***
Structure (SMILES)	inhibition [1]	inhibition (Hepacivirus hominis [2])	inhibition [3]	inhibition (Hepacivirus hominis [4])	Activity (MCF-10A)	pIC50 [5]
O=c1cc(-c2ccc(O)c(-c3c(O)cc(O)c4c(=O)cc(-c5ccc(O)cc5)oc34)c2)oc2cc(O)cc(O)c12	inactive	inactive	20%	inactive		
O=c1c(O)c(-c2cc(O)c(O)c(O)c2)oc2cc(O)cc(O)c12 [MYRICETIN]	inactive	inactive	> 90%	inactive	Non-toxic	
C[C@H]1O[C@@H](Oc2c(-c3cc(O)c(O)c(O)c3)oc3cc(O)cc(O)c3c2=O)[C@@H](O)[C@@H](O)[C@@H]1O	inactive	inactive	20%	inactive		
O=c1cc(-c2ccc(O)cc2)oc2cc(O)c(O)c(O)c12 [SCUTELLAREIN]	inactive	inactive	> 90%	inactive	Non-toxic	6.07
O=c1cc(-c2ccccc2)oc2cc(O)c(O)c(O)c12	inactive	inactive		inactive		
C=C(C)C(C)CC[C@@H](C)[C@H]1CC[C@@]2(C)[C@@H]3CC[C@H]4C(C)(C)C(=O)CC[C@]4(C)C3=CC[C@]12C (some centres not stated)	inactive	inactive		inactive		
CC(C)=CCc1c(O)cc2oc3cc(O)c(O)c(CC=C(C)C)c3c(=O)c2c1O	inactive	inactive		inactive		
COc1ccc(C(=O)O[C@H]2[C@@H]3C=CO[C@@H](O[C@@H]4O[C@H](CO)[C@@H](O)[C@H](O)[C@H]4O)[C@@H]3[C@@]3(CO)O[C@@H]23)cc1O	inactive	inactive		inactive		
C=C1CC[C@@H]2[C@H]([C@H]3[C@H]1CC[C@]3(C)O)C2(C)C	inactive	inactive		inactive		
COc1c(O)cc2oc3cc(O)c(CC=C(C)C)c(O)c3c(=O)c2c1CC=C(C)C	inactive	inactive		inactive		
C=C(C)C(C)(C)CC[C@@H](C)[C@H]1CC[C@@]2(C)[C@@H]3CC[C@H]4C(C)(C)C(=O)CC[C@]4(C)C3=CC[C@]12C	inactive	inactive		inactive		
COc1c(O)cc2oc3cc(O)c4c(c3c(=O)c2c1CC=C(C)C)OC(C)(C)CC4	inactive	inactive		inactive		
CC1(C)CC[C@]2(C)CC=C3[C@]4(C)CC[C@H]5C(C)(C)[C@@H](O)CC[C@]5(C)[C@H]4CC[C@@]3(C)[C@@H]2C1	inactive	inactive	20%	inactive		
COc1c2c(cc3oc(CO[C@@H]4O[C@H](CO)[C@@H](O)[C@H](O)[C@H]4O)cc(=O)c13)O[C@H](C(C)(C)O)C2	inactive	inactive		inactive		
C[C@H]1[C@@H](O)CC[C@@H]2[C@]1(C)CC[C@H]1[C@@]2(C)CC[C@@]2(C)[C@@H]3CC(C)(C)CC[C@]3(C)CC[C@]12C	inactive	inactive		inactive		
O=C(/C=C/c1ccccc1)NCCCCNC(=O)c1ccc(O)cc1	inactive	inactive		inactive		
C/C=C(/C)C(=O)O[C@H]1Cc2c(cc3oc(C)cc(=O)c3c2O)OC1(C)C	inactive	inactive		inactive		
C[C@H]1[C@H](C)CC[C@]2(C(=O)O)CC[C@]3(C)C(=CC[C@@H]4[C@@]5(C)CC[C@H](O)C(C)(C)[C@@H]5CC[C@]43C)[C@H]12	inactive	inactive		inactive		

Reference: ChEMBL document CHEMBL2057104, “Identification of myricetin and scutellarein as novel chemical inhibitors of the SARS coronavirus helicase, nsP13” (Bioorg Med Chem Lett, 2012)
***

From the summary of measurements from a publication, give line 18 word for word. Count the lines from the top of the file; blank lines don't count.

C/C=C(/C)C(=O)O[C@H]1Cc2c(cc3oc(C)cc(=O)c3c2O)OC1(C)C	inactive	inactive		inactive		